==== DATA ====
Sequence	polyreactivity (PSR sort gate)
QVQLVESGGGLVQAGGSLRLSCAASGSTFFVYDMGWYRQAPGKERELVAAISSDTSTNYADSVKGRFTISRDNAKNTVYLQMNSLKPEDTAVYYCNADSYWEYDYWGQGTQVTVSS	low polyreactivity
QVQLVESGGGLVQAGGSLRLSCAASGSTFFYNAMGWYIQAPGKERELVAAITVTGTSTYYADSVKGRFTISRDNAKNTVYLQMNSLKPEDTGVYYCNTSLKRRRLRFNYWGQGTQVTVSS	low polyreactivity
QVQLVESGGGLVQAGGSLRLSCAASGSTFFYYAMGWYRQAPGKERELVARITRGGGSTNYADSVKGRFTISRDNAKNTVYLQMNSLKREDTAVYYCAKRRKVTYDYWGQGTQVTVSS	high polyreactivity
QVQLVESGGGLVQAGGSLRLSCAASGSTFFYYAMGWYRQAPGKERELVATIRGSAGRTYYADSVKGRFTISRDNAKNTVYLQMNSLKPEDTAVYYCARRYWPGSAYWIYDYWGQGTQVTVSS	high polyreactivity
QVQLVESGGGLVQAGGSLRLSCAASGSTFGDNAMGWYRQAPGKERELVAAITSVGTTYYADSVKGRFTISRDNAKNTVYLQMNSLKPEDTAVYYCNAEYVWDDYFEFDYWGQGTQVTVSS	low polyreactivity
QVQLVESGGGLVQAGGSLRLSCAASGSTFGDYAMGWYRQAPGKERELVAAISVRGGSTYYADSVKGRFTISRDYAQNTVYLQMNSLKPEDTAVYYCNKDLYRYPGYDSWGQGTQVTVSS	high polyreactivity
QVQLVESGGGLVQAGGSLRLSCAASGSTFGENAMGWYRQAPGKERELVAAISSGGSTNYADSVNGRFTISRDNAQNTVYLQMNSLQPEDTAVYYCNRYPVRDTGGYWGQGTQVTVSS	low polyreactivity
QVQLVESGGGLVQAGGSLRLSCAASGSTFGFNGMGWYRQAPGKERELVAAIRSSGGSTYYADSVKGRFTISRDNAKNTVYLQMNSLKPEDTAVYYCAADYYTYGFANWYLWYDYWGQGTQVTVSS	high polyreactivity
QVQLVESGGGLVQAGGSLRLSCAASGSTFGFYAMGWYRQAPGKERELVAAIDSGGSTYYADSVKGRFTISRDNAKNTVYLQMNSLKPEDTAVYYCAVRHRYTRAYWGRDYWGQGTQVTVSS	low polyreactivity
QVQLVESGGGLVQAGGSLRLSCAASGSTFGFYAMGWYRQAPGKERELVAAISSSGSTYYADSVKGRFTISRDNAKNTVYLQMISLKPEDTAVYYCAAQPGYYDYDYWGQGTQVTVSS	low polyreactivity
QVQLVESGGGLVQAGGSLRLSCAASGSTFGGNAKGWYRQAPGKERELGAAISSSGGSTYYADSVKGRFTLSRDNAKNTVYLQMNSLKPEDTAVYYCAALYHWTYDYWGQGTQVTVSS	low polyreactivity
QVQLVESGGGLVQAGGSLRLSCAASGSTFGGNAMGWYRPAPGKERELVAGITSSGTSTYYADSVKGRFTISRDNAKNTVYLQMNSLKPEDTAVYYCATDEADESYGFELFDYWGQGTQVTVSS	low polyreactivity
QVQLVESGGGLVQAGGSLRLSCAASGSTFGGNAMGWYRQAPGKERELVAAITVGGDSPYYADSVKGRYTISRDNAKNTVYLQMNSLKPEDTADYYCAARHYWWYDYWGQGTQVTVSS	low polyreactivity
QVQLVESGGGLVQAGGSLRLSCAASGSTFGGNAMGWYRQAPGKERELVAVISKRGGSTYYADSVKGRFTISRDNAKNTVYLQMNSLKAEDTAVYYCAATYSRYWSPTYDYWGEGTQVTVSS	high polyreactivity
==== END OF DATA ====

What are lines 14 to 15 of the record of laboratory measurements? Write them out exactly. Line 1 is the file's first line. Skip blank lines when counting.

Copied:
QVQLVESGGGLVQAGGSLRLSCAASGSTFGGNAMGWYRQAPGKERELVAAITVGGDSPYYADSVKGRYTISRDNAKNTVYLQMNSLKPEDTADYYCAARHYWWYDYWGQGTQVTVSS	low polyreactivity
QVQLVESGGGLVQAGGSLRLSCAASGSTFGGNAMGWYRQAPGKERELVAVISKRGGSTYYADSVKGRFTISRDNAKNTVYLQMNSLKAEDTAVYYCAATYSRYWSPTYDYWGEGTQVTVSS	high polyreactivity